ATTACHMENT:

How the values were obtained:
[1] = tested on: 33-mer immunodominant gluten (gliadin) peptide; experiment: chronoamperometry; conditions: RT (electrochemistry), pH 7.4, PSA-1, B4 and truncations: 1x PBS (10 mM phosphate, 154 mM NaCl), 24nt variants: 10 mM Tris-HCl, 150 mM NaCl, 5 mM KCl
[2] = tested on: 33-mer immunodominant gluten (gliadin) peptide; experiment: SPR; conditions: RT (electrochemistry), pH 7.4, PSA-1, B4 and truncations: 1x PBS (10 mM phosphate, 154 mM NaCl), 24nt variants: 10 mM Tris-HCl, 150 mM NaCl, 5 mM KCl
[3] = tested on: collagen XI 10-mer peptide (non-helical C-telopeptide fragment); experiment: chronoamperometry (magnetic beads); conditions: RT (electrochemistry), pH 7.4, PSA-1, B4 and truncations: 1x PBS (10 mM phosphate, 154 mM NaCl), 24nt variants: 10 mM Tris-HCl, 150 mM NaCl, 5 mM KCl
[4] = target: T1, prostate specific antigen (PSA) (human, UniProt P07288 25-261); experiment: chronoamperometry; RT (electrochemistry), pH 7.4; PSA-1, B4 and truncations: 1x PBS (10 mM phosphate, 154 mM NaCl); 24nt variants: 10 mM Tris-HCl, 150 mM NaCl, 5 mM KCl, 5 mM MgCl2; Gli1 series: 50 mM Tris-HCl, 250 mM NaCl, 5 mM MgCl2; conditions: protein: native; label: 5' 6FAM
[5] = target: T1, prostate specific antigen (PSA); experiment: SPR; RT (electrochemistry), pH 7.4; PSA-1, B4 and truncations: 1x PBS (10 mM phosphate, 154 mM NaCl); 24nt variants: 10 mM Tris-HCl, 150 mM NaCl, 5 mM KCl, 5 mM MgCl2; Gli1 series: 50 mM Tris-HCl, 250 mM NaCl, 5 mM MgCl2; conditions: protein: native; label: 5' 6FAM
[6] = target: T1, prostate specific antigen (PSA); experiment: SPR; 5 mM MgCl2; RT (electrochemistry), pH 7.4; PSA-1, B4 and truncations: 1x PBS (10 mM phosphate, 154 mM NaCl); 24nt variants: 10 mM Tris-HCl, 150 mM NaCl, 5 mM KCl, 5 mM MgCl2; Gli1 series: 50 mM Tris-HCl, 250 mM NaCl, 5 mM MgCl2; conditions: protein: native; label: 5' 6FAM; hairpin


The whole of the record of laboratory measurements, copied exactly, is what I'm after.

How the values were obtained:
[1] = tested on: 33-mer immunodominant gluten (gliadin) peptide; experiment: chronoamperometry; conditions: RT (electrochemistry), pH 7.4, PSA-1, B4 and truncations: 1x PBS (10 mM phosphate, 154 mM NaCl), 24nt variants: 10 mM Tris-HCl, 150 mM NaCl, 5 mM KCl
[2] = tested on: 33-mer immunodominant gluten (gliadin) peptide; experiment: SPR; conditions: RT (electrochemistry), pH 7.4, PSA-1, B4 and truncations: 1x PBS (10 mM phosphate, 154 mM NaCl), 24nt variants: 10 mM Tris-HCl, 150 mM NaCl, 5 mM KCl
[3] = tested on: collagen XI 10-mer peptide (non-helical C-telopeptide fragment); experiment: chronoamperometry (magnetic beads); conditions: RT (electrochemistry), pH 7.4, PSA-1, B4 and truncations: 1x PBS (10 mM phosphate, 154 mM NaCl), 24nt variants: 10 mM Tris-HCl, 150 mM NaCl, 5 mM KCl
[4] = target: T1, prostate specific antigen (PSA) (human, UniProt P07288 25-261); experiment: chronoamperometry; RT (electrochemistry), pH 7.4; PSA-1, B4 and truncations: 1x PBS (10 mM phosphate, 154 mM NaCl); 24nt variants: 10 mM Tris-HCl, 150 mM NaCl, 5 mM KCl, 5 mM MgCl2; Gli1 series: 50 mM Tris-HCl, 250 mM NaCl, 5 mM MgCl2; conditions: protein: native; label: 5' 6FAM
[5] = target: T1, prostate specific antigen (PSA); experiment: SPR; RT (electrochemistry), pH 7.4; PSA-1, B4 and truncations: 1x PBS (10 mM phosphate, 154 mM NaCl); 24nt variants: 10 mM Tris-HCl, 150 mM NaCl, 5 mM KCl, 5 mM MgCl2; Gli1 series: 50 mM Tris-HCl, 250 mM NaCl, 5 mM MgCl2; conditions: protein: native; label: 5' 6FAM
[6] = target: T1, prostate specific antigen (PSA); experiment: SPR; 5 mM MgCl2; RT (electrochemistry), pH 7.4; PSA-1, B4 and truncations: 1x PBS (10 mM phosphate, 154 mM NaCl); 24nt variants: 10 mM Tris-HCl, 150 mM NaCl, 5 mM KCl, 5 mM MgCl2; Gli1 series: 50 mM Tris-HCl, 250 mM NaCl, 5 mM MgCl2; conditions: protein: native; label: 5' 6FAM; hairpin